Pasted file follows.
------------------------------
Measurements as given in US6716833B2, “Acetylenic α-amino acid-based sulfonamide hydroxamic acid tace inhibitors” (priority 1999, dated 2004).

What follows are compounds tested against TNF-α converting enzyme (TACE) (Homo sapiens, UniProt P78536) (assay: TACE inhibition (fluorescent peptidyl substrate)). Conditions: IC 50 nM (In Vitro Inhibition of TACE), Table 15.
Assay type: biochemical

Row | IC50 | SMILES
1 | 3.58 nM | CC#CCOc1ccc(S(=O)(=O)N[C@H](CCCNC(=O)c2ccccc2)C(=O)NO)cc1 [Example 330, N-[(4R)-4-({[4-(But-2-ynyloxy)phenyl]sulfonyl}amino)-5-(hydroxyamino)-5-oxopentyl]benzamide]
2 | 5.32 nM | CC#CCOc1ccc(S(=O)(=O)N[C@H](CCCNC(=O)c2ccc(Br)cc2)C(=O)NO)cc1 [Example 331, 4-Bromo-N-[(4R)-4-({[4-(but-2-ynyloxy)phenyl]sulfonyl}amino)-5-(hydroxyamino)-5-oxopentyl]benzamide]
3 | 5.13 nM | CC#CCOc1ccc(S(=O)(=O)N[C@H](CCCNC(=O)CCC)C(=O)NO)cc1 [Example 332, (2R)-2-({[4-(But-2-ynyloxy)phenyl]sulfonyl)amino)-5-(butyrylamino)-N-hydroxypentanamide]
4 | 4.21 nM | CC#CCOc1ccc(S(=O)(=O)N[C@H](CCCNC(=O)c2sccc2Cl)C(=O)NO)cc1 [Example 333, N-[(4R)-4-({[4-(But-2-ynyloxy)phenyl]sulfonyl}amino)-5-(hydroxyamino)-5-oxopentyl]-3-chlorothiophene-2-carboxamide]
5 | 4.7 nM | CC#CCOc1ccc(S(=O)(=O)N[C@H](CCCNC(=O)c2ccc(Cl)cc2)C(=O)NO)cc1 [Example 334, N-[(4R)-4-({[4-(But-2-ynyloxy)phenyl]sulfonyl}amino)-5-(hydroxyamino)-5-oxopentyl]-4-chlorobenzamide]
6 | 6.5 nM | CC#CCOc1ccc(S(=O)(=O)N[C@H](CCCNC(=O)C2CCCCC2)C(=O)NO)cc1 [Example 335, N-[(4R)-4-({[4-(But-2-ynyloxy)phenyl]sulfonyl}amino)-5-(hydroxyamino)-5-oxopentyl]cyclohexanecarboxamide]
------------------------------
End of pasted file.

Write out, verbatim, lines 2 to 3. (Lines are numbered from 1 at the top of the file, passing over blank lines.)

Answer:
What follows are compounds tested against TNF-α converting enzyme (TACE) (Homo sapiens, UniProt P78536) (assay: TACE inhibition (fluorescent peptidyl substrate)). Conditions: IC 50 nM (In Vitro Inhibition of TACE), Table 15.
Assay type: biochemical